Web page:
Heshouwu (Fleece flower root)
This black-brown root tuber of the Polygonum multiflora vine is a traditional cure for graying hair. Many shampoos made in China advertise the addition of this herb. But like most plant cures used in Traditional Chinese Medicine, it is more often used internally, to clear toxin build-up, reduce pain and improve blood circulation. The roots are harvested in autumn and winter and then dried. It is grouped with ginseng, lingzhi (ganoderma) and cordyceps to form the Four Magic Cure-alls.
Ginseng (Panax ginseng, Radix ginseng in dried form)
Long treasured as a rejuvenating tonic, wild ginseng is getting rare and rarer. Most of the ginseng you see on the market is now farmed, mostly in the northeastern part of China, on the foothills of Changbai Mountain. Panax ginseng has been credited with almost miraculous cures, but is most often used as recuperative tonic.
Chuanxiong (Sichuan lovage rhizome)
This herbal tonic can send your blood racing. This is the traditional cure for poor circulation and aches and pains caused by the accumulation of too much "wind" in the body. It is also believed to dissipate clots and bruises. For that reason, it is often used as a tonic for "woman troubles" such as dysmenorrhea.
Baizhi (Taiwan angelica root)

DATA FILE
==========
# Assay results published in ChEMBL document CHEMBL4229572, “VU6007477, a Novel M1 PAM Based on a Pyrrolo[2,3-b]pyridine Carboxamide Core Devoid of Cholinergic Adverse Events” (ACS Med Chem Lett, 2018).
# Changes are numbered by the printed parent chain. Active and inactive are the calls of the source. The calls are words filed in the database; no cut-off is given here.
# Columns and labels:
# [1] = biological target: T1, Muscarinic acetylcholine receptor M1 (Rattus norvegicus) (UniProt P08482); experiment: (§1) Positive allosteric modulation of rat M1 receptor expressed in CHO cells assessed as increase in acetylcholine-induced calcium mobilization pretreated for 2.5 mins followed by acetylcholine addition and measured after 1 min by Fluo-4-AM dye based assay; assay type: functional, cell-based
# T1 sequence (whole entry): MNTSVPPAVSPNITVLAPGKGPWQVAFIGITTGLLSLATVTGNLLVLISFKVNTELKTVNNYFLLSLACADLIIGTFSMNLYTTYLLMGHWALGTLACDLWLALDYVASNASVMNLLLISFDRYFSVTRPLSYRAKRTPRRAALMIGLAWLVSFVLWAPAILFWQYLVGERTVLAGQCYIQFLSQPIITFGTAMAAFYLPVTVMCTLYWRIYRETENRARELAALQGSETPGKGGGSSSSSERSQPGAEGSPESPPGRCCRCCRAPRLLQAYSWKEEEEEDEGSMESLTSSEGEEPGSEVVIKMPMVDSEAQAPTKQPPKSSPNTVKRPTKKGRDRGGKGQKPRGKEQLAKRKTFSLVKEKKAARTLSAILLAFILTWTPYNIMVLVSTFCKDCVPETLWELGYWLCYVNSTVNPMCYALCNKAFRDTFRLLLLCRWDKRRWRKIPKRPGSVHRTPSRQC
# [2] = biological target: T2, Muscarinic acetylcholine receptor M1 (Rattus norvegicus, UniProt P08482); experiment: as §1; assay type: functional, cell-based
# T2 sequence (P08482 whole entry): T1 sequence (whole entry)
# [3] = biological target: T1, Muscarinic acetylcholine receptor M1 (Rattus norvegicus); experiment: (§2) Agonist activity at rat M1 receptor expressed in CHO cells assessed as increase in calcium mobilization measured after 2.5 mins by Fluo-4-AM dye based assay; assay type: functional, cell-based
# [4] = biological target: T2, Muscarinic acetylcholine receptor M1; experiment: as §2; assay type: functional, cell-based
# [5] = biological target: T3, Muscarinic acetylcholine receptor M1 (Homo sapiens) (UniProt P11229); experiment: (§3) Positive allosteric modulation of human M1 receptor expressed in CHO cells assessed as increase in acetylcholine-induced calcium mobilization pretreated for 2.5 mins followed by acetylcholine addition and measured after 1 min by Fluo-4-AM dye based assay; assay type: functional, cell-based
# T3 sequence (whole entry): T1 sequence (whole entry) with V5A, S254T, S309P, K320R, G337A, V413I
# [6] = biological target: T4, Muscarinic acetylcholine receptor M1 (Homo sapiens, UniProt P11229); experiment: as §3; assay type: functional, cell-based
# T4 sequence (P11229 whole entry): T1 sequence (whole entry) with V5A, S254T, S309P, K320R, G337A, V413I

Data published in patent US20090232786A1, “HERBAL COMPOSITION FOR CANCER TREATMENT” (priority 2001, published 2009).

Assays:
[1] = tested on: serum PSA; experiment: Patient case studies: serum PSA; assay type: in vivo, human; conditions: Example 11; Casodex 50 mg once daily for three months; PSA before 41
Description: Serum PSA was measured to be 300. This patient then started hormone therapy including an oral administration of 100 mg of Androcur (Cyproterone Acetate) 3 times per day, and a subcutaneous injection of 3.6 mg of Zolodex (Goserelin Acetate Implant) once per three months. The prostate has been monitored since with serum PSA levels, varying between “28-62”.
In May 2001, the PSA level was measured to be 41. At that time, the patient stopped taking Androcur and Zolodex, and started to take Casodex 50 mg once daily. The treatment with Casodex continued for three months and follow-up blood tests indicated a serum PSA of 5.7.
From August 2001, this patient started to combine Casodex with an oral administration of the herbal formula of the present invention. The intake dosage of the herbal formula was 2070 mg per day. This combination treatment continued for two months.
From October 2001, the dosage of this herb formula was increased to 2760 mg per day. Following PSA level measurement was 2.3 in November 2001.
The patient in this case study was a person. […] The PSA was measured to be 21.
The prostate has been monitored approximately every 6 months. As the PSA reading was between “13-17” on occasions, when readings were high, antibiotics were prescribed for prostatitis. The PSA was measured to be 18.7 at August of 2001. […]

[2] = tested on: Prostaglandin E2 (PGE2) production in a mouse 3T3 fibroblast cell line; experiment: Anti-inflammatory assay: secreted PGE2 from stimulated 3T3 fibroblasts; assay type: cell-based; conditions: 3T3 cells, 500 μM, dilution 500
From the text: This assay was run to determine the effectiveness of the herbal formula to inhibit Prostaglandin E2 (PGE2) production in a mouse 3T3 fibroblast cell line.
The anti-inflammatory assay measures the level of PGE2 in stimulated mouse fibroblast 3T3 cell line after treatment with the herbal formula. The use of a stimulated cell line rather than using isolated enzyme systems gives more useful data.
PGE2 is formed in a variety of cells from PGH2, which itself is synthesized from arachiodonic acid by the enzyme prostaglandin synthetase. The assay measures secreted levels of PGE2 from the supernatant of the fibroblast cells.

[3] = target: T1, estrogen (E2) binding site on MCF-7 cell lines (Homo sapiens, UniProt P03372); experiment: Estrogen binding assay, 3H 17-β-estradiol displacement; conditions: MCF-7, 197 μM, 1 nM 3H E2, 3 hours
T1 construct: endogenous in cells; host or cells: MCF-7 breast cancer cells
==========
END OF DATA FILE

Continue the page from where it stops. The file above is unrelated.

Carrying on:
One of the many forms of Chinese angelica roots commonly used in traditional Chinese medicine. This is used more often to nourish the yin if the body is off balance. It is a mild diuretic used to treat water retention.
Danggui (Radix angelica sinensis)
This is a very common herbal cure, distinctive in its bittersweet aroma. It is most often used in chicken soup brewed to replenish the strengths of new mothers recuperating from giving birth. Known as "women's treasure", it is used in many tonic pills and infusions sold as health supplements for the fairer sex.
Huaishan (Dioscorea root, Chinese mountain yam)
This long, stick-like hairy root is known for its mild but nourishing qualities. It is believed to benefit the liver and kidneys, helping the kidney especially, perform its functions better. In Chinese pharmacology, those with a weak constitution are encouraged to eat more of this during the cusp of the seasons, when weather become unpredictable.
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